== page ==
designsojourn (9:17 PM Aug 19th from TweetDeck in reply to reBang): @reBang he assumes that the design firms are thought leaders. He needs to look at how design works in companies like P&G, Apple etc. more.

    reBang (8:36 AM Aug 20th from web in reply to designsojourn): @designsojourn – Whether top design firms or top companies, they’re exceptions to the rule; not predictors of what *will* come.

    designsojourn (9:11 AM Aug 20th from TweetDeck in reply to reBang): @reBang quite true.
    designsojourn (10:28 AM Aug 20th from TweetDeck in reply to reBang): @reBang i think there is a divide in the design world, the leading few on the top and what they are doing.

    reBang (1:36 PM Aug 20th from web in reply to designsojourn): @designsojourn – And all the rest which are a significant majority and can be the source of extraordinary inertia towards improving matters.

    The last two entries seem to be reversed in your graphic.

  • Robin Ferraby

    September 5, 2009 at 1:20 am Reply

    I also like Bruce’s article.
    For me the divide between thinking and doing is vanishing, it seems to me. I feel like what used to be called ‘blue sky thinking’ is now seen as integral and parallel to all design activity. Consultancies we’re working with that would in the past have sold classic Industrial Design ‘doing’, who then started selling design process methodology, are now selling strategy alongside the doing and as part of a methodology.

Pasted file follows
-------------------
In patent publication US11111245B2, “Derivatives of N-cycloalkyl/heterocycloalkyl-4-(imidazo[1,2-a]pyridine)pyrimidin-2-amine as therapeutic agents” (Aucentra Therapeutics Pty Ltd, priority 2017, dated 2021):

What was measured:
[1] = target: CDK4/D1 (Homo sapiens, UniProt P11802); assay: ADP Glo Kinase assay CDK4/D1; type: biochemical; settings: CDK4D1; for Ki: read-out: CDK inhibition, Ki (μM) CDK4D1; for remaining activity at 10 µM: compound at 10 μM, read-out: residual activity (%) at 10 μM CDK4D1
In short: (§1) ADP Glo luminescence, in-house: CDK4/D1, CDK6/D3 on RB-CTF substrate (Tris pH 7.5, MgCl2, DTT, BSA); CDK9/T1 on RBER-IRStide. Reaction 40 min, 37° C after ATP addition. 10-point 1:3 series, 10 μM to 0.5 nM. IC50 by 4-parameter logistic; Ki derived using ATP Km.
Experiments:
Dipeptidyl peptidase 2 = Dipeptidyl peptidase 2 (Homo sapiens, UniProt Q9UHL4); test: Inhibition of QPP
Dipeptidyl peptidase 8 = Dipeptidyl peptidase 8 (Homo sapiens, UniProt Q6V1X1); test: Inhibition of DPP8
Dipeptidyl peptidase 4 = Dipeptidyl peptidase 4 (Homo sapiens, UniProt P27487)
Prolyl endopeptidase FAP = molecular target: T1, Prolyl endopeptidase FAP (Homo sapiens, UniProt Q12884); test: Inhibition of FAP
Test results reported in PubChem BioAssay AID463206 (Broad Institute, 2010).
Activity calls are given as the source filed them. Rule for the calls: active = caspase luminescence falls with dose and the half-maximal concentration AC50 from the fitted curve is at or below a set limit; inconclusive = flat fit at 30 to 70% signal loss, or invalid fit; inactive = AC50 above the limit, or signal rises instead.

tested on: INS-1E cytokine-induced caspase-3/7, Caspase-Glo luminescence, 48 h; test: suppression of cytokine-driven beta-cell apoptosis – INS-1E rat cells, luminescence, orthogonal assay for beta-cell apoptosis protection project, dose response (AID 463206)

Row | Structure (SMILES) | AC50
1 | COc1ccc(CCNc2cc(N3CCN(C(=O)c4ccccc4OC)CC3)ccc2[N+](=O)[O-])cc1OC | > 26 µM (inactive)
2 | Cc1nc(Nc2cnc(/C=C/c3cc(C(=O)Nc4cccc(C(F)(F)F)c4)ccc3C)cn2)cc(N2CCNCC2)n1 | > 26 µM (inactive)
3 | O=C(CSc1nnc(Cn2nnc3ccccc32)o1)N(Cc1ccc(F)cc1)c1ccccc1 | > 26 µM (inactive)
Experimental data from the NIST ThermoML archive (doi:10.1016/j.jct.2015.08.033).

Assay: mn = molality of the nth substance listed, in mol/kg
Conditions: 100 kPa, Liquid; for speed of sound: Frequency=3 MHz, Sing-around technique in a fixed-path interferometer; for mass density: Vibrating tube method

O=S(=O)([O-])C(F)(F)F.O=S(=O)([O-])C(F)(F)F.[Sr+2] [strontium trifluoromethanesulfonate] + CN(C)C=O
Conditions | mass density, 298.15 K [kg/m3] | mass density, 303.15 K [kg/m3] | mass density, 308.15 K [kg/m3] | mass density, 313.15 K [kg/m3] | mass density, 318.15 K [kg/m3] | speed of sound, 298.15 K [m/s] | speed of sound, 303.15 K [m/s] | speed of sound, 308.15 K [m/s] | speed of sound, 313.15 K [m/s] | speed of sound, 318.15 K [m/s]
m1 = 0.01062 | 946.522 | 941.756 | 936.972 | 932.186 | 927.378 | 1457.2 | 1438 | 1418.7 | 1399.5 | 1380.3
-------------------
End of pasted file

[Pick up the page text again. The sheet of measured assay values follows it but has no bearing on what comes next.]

I feel like the divide has been between good design (including design thinking) and bad design (not much thinking), but also between those who can express what they are doing (who champion design thinking), and those who prefer to do (who design think but just get on with it intuitively).
    I think the profession is maturing at a rapid rate, and it needs to, business needs it.
    Cheers, Robin

  • timfife

    September 4, 2009 at 11:22 pm Reply

    Great post! I just wanted to mention that the divide between trend 1 and trend 2 goes both ways. I happen to work for one of the few Strategy and Management consultancies that is moving from strategy to design (rather than vice versa) and while we have a strong track record in design-thinking, we have also recently developed a strong design-doing capability. The difficulty we’re encountering is getting our clients to make the jump from design conceptualisation to design actualisation ( I should note that we are based in Australia, where the zietgeist for great design still lags considerably behind the US). So even if you do have the trust of the client to work in the strategic space, that doesn’t necessarily mean a simple transition into the design-doing space.